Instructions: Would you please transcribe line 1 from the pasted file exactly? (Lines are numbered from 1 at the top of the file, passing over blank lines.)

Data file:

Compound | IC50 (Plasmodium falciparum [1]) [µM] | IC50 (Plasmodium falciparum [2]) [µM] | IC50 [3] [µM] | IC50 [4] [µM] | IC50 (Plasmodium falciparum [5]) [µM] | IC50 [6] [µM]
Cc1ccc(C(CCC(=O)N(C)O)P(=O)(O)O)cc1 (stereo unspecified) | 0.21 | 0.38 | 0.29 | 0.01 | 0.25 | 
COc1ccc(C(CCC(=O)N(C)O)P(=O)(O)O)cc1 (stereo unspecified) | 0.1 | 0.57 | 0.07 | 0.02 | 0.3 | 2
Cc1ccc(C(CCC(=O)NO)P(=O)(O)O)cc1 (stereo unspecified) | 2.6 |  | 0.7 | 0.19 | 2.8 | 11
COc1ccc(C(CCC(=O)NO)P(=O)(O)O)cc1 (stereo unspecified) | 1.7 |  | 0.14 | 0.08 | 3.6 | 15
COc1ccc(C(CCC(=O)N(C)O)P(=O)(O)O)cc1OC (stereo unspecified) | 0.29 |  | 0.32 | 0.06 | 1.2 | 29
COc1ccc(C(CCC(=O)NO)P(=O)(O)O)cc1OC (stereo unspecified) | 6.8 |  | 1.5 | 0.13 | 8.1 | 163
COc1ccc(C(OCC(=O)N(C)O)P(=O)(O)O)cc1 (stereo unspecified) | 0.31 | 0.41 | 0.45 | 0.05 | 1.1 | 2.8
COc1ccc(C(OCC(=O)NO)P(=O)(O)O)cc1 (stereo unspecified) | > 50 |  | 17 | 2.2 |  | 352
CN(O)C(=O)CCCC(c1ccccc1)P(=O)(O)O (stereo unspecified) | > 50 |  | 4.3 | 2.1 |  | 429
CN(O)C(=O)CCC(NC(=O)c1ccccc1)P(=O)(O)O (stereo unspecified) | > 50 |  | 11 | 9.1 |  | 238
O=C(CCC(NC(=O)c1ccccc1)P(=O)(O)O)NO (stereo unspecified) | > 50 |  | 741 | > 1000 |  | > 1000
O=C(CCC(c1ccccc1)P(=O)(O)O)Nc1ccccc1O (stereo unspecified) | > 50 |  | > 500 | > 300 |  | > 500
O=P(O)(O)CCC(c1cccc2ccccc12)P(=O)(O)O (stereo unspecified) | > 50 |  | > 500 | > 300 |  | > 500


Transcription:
Compound | IC50 (Plasmodium falciparum [1]) [µM] | IC50 (Plasmodium falciparum [2]) [µM] | IC50 [3] [µM] | IC50 [4] [µM] | IC50 (Plasmodium falciparum [5]) [µM] | IC50 [6] [µM]